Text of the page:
Liang et al. described a cohort of 18 patients with a history of cancer amongst the 1590 COVID-19 positive cases. The study showed higher prevalence of cancer (1%; 95% CI 0·61–1·65) compared to the overall Chinese population (0·29%). Lung cancer was the most frequent cancer in this cohort found in 5/18 (28%). Patients with a diagnosis of cancer were observed to have a higher risk of severe events (a composite endpoint defined as the percentage of patients being admitted to the intensive care unit requiring invasive ventilation, or death) compared with patients without cancer (7/18 [39%] vs 124/1572 [8%]; Fisher’s exact p=0·0003). Patients who underwent chemotherapy or surgery in the past month had a numerically higher risk (3/4 [75%] patients) of clinically severe events than did those not receiving chemotherapy or surgery (6/14 [43%] patients). Important limitations of this study were retrospective nature of the study and potential confounding from a higher median age among the cancer patients, smoking history, small sample size, heterogeneity of cancer types, variable disease courses (from 0–16 years), and diverse treatment strategies that may not be generalizable to overall population with cancer.
Another study from Italy by Onder et al. reported a subsample of 355 patients with COVID-19 who died, of which 72 (20.3%) had active cancer.
Desai et al. found that the overall pooled prevalence of cancer in patients with COVID-19 among 11 studies was 2.0% (95% CI, 2.0% to 3.0%; I2 = 83.2%). On further subgroup analysis based on sample size, studies with a sample size < 100 had a slightly higher prevalence at 3.0% (95% CI, 1.0% to 6.0%), while larger studies, with a sample size > 100, had a lower overall prevalence of 2.0% (95% CI, 1.0% to 3.0%).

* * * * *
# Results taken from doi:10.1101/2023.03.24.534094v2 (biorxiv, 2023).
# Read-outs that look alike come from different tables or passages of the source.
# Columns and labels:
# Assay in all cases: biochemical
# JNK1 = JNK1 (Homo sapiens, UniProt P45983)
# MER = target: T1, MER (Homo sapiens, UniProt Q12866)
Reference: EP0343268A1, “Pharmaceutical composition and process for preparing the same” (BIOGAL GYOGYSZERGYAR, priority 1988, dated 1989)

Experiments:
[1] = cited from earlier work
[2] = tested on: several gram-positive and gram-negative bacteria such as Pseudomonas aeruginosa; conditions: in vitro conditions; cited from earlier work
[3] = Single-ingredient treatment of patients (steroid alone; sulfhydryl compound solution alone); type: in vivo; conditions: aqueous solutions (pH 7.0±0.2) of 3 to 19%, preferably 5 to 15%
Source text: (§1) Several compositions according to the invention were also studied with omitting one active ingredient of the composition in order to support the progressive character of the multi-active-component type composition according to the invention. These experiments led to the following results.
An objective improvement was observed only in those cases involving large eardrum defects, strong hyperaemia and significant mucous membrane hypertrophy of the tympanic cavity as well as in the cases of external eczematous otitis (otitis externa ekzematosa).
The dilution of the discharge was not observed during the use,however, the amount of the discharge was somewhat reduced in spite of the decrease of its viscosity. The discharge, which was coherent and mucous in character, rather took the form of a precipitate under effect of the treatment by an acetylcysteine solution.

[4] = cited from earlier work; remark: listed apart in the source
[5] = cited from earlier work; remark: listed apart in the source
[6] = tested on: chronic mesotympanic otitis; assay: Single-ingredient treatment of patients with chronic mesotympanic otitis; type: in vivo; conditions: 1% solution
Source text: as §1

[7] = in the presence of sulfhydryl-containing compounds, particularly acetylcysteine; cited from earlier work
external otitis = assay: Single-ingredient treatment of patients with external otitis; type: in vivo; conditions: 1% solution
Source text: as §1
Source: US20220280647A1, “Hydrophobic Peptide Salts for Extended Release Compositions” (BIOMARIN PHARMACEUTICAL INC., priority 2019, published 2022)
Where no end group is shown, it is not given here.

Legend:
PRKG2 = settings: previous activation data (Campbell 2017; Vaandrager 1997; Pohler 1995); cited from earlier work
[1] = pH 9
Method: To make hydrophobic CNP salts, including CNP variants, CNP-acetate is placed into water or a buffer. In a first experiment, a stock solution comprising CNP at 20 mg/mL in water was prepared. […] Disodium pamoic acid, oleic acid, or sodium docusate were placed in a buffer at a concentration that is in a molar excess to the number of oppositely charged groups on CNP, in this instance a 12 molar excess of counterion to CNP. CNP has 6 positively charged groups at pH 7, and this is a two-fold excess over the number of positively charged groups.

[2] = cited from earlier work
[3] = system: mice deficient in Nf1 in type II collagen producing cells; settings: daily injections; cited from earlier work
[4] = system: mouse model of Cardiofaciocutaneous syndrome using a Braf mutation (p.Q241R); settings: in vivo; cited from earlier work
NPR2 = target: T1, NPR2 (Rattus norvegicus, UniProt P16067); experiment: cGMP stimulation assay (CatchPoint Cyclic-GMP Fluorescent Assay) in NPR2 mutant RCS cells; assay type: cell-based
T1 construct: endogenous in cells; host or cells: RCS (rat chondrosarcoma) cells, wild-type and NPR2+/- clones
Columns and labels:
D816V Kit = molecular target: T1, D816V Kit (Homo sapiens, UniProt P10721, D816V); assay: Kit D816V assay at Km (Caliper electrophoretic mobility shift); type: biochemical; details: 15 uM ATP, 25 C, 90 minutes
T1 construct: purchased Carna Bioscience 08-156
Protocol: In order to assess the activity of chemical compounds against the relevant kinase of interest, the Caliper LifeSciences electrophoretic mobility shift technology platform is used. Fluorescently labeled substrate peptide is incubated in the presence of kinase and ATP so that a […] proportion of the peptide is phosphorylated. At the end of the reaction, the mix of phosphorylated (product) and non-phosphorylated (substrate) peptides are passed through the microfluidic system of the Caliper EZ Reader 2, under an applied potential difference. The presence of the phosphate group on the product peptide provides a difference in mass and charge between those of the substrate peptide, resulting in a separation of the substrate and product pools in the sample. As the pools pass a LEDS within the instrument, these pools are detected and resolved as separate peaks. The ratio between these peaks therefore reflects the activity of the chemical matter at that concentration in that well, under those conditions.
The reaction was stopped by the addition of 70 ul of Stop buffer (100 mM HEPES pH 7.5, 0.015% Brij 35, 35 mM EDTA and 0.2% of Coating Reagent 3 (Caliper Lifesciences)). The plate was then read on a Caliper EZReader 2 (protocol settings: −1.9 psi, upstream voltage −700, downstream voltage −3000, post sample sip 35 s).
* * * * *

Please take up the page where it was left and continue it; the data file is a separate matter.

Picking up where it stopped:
Dai et al. reported of an observational study of 105 hospitalized patients with history of cancer and compared it to 233 hospitalized patients with no history of cancer . Patients with lung cancer (n=22 patients), blood cancers (n=9), esophageal cancers (n=6) had the highest mortality and ICU admission rates (lung=18% mortality, 27% ICU admission; blood cancer= 33% mortality, 44% ICU admission, esophageal cancer=16% mortality, 33% ICU admissions). Only 17/105 patients had metastatic cancers. 48/105 received some form of cancer specific therapy and only 27/48 received some form of systemic therapy with in 40 days. Only 17 patients received chemo and only 6 patients received immuenotherpy. On multivariate analyis, severe COVID-19 symptoms (OR=2·12 (p=0·01)) and need for mechanical ventilation were significant (OR=3·04 (p=0·03)).Rates of deaths and ICU admission were not significantly different.
Infection rates in patients with cancer
Yu et al. reported infection rate of SARS-CoV-2 in patients with cancer as 0.79% (12 of 1524 patients; 95% CI, 0.3%-1.2%). Patients with cancer harbored a higher risk of SARS-CoV-2 infection (OR, 2.31; 95% CI, 1.89-3.02) compared with the community.
Of the 1524 patients with cancer, 228 (14.96%) patients had NSCLC. Patients with NSCLC older than 60 years had a higher incidence of COVID-19 than those aged 60 years or younger (4.3% vs 1.8%).
Liang et al. (2020) Cancer patients in SARS-CoV-2 infection: a nationwide analysis in China. Lancet Oncol. 21(3):335-337.
Onder et al. (2020) Case-Fatality Rate and Characteristics of Patients Dying in Relation to COVID-19 in Italy. JAMA. 323(18):1775-1776.
Desai et al. (2020) COVID-19 and Cancer: Lessons From a Pooled Meta-Analysis. JCO Global Oncology.6:557.
Dai et al. (2020) Patients with Cancer Appear More Vulnerable to SARS-CoV-2: A Multi-Center Study During the COVID-19 Outbreak. Cancer Discov. 10(6): 783–791.
Yu et al. (2020) SARS-CoV-2 Transmission in Patients With Cancer at a Tertiary Care Hospital in Wuhan, China. JAMA Oncol. 6(7):1108-1110.